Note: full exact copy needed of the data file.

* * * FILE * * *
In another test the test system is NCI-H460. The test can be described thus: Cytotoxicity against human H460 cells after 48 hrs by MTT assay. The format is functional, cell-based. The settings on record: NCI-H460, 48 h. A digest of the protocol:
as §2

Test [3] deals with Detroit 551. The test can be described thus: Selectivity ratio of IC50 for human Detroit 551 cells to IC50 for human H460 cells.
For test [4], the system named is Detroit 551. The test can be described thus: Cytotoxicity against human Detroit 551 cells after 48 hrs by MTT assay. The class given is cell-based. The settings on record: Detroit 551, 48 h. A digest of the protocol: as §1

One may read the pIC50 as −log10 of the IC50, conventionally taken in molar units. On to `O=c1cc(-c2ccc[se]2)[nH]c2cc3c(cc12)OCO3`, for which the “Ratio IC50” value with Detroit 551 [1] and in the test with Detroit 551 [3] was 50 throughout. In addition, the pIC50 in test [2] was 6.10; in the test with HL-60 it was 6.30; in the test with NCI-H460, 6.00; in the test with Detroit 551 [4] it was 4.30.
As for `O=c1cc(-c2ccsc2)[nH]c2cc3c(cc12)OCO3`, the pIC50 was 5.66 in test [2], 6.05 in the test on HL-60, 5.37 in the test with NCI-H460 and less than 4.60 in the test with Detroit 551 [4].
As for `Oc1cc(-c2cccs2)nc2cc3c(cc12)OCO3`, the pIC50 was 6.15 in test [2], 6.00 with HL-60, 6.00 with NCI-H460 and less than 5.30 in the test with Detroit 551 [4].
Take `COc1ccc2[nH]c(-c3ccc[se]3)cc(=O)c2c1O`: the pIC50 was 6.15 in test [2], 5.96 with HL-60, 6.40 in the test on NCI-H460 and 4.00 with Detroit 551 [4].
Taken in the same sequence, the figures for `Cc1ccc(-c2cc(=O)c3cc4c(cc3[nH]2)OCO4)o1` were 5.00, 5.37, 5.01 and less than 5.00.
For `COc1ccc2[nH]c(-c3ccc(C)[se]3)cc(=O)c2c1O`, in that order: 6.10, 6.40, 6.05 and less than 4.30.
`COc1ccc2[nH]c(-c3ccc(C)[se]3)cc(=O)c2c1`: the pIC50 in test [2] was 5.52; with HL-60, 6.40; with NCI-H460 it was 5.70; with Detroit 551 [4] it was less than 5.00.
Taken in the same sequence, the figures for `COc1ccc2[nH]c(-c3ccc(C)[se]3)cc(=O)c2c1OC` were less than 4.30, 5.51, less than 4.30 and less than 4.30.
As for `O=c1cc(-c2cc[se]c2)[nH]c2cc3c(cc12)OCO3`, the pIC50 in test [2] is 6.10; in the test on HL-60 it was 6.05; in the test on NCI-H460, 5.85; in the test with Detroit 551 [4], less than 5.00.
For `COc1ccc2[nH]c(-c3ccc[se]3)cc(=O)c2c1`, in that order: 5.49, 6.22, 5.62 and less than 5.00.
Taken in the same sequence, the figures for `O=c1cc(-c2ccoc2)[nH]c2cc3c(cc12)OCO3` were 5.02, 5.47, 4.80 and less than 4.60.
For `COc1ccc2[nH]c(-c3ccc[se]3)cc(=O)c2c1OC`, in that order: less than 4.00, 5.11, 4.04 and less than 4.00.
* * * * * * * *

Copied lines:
In another test the test system is NCI-H460. The test can be described thus: Cytotoxicity against human H460 cells after 48 hrs by MTT assay. The format is functional, cell-based. The settings on record: NCI-H460, 48 h. A digest of the protocol:
as §2

Test [3] deals with Detroit 551. The test can be described thus: Selectivity ratio of IC50 for human Detroit 551 cells to IC50 for human H460 cells.
For test [4], the system named is Detroit 551. The test can be described thus: Cytotoxicity against human Detroit 551 cells after 48 hrs by MTT assay. The class given is cell-based. The settings on record: Detroit 551, 48 h. A digest of the protocol: as §1

One may read the pIC50 as −log10 of the IC50, conventionally taken in molar units. On to `O=c1cc(-c2ccc[se]2)[nH]c2cc3c(cc12)OCO3`, for which the “Ratio IC50” value with Detroit 551 [1] and in the test with Detroit 551 [3] was 50 throughout. In addition, the pIC50 in test [2] was 6.10; in the test with HL-60 it was 6.30; in the test with NCI-H460, 6.00; in the test with Detroit 551 [4] it was 4.30.
As for `O=c1cc(-c2ccsc2)[nH]c2cc3c(cc12)OCO3`, the pIC50 was 5.66 in test [2], 6.05 in the test on HL-60, 5.37 in the test with NCI-H460 and less than 4.60 in the test with Detroit 551 [4].
As for `Oc1cc(-c2cccs2)nc2cc3c(cc12)OCO3`, the pIC50 was 6.15 in test [2], 6.00 with HL-60, 6.00 with NCI-H460 and less than 5.30 in the test with Detroit 551 [4].
Take `COc1ccc2[nH]c(-c3ccc[se]3)cc(=O)c2c1O`: the pIC50 was 6.15 in test [2], 5.96 with HL-60, 6.40 in the test on NCI-H460 and 4.00 with Detroit 551 [4].
Taken in the same sequence, the figures for `Cc1ccc(-c2cc(=O)c3cc4c(cc3[nH]2)OCO4)o1` were 5.00, 5.37, 5.01 and less than 5.00.
For `COc1ccc2[nH]c(-c3ccc(C)[se]3)cc(=O)c2c1O`, in that order: 6.10, 6.40, 6.05 and less than 4.30.
`COc1ccc2[nH]c(-c3ccc(C)[se]3)cc(=O)c2c1`: the pIC50 in test [2] was 5.52; with HL-60, 6.40; with NCI-H460 it was 5.70; with Detroit 551 [4] it was less than 5.00.
Taken in the same sequence, the figures for `COc1ccc2[nH]c(-c3ccc(C)[se]3)cc(=O)c2c1OC` were less than 4.30, 5.51, less than 4.30 and less than 4.30.
As for `O=c1cc(-c2cc[se]c2)[nH]c2cc3c(cc12)OCO3`, the pIC50 in test [2] is 6.10; in the test on HL-60 it was 6.05; in the test on NCI-H460, 5.85; in the test with Detroit 551 [4], less than 5.00.
For `COc1ccc2[nH]c(-c3ccc[se]3)cc(=O)c2c1`, in that order: 5.49, 6.22, 5.62 and less than 5.00.
Taken in the same sequence, the figures for `O=c1cc(-c2ccoc2)[nH]c2cc3c(cc12)OCO3` were 5.02, 5.47, 4.80 and less than 4.60.
For `COc1ccc2[nH]c(-c3ccc[se]3)cc(=O)c2c1OC`, in that order: less than 4.00, 5.11, 4.04 and less than 4.00.